Recent productions made in the county include the BBC’s Peaky Blinders starring Cillian Murphy, filmed in Leeds; Jamaica Inn filmed partly in Keighley and Barnsley; Death Comes to Pemberley with Anna Maxwell Martin, in York; Black Work starring Sheridan Smith in Leeds; the recent movie version of Testament of Youth starring Emily Watson and Dominic West, filmed in various locations on the North York Moors; A Royal Night Out with Rupert Everett and Emily Watson (she can’t keep away) filmed in Hull; Jonathan Strange and Mr Norrell, starring Eddie Marsan filmed in various locations including Newburgh Priory near Coxwold, North Yorkshire and the comedy drama X+Y, which filmed last year in Sheffield, starring Rafe Spall and Sally Hawkins.
Productions yet to be released include The Hunter’s Prayer, a US-backed movie thriller starring Avatar’s Sam Worthington which finished filming last year in Leeds, Harrogate, Helmsley, Scarborough and Saltaire and, says Knight, is ‘the biggest thing Screen Yorkshire have ever been involved in’ and Bill, a feature film starring the BAFTA-winning cast of BBC TV’s Horrible Histories, using locations including York Minster, Dark Angel, a two-part drama for ITV starring Downton’s Joanne Froggatt, starts filming on location in Yorkshire this month.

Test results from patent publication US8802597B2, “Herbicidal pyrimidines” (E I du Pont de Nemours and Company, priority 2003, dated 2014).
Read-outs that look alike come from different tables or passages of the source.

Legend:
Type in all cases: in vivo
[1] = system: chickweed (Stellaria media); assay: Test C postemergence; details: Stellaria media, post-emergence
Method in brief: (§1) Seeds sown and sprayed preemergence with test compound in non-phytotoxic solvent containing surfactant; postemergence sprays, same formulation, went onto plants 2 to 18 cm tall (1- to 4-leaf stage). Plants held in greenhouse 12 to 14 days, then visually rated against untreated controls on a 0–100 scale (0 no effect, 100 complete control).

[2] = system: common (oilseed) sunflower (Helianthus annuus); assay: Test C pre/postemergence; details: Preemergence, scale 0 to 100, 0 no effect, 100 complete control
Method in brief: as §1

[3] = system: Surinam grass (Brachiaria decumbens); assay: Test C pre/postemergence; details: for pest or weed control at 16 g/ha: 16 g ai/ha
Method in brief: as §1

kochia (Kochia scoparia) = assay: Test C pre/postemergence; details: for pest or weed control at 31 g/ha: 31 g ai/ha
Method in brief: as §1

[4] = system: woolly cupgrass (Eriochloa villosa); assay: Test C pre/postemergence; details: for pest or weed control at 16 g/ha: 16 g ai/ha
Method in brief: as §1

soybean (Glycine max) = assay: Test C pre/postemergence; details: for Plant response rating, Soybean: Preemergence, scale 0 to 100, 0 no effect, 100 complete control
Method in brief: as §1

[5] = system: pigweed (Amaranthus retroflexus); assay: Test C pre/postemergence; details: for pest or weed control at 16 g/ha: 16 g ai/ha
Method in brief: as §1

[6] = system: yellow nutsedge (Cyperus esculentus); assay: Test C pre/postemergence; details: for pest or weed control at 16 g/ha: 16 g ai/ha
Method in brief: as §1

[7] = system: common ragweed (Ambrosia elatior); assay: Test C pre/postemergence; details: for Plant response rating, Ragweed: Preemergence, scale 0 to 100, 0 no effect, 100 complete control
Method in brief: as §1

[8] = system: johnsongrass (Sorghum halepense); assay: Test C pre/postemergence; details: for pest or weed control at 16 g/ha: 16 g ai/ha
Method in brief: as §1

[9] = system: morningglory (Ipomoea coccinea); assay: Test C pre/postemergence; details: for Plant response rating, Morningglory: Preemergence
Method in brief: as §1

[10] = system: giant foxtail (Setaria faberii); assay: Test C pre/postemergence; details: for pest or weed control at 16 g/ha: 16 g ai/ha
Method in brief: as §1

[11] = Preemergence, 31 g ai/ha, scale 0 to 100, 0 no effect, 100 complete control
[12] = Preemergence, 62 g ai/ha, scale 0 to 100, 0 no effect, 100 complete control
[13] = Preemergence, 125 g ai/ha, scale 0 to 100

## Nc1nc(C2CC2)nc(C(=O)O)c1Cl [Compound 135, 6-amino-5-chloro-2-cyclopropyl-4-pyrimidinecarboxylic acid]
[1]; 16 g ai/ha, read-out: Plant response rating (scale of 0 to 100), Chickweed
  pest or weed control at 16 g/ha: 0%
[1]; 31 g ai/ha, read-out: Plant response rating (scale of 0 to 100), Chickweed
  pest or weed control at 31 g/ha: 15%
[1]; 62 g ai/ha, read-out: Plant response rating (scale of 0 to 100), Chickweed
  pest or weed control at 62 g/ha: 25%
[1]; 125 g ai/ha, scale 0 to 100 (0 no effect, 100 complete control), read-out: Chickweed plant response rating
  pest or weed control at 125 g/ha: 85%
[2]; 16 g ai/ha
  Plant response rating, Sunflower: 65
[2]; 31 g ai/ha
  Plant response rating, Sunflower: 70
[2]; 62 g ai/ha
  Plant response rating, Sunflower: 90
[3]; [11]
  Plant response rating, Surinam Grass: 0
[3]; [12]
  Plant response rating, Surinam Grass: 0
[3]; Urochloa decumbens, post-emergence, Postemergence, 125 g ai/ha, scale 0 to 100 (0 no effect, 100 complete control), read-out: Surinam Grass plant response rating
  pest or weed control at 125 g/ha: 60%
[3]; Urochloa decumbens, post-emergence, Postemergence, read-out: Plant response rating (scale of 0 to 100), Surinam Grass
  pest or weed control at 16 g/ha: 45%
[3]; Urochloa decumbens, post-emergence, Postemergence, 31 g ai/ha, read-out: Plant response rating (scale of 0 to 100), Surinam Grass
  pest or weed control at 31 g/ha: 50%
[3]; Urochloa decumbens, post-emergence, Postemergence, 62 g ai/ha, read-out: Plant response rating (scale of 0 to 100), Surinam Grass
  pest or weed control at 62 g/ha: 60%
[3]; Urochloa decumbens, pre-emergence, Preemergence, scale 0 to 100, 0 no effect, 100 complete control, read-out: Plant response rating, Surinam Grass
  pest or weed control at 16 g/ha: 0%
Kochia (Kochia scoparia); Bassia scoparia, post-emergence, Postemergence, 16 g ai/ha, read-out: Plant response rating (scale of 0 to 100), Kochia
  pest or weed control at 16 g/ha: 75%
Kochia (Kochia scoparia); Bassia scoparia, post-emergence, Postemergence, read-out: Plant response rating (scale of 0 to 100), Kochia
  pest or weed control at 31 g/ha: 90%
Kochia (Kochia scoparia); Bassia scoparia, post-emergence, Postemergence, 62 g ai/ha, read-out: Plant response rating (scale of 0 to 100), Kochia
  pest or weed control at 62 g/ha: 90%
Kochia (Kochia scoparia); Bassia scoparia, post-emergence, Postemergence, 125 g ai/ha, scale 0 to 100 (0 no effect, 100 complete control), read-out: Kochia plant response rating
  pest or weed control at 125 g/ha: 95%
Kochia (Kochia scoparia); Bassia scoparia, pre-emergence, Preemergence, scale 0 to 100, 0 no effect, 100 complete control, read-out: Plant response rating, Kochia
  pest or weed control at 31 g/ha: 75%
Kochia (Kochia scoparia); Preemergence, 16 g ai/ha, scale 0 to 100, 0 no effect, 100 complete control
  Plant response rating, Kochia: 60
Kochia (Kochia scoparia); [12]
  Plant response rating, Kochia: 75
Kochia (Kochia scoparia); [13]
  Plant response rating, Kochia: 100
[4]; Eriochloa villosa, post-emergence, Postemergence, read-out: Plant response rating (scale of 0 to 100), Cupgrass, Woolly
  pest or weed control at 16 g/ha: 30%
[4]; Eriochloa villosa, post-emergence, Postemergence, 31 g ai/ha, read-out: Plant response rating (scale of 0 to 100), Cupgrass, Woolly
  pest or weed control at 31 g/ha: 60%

‘There is a misconception that Yorkshire is just stone walls and sheep,’ says Knight. ‘But when producers see the range of landscapes on offer here, it blows them away. Hull, for example, doubled for London in A Royal Night Out and, for Hunter’s Prayer, Harrogate doubled for Switzerland — and really successfully, too. We’ve also got great crews here and a range of decent hotels that are really geared up for visiting film units.’ (As we know from that recent Top Gear incident, it’s important that the talent get a hot meal at the end of the day — otherwise who knows what might happen?)